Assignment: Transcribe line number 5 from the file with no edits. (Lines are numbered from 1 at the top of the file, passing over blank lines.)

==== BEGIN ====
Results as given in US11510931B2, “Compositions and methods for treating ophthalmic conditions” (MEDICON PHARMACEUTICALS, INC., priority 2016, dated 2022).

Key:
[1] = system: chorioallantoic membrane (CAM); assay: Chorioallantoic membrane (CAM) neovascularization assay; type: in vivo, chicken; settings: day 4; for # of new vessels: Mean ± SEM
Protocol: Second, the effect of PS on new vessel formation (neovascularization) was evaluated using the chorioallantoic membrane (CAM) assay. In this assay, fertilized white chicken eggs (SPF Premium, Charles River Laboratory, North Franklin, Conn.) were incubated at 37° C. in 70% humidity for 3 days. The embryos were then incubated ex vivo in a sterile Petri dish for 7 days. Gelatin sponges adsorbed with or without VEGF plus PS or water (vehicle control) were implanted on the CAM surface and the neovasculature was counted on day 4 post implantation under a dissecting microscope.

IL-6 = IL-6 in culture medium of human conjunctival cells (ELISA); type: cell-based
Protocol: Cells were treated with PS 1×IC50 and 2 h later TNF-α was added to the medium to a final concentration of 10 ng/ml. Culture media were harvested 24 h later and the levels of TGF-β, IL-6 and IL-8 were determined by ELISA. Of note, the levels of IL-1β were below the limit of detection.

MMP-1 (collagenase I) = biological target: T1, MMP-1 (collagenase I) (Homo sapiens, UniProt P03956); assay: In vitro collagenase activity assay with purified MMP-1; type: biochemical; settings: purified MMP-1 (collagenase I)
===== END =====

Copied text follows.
IL-6 = IL-6 in culture medium of human conjunctival cells (ELISA); type: cell-based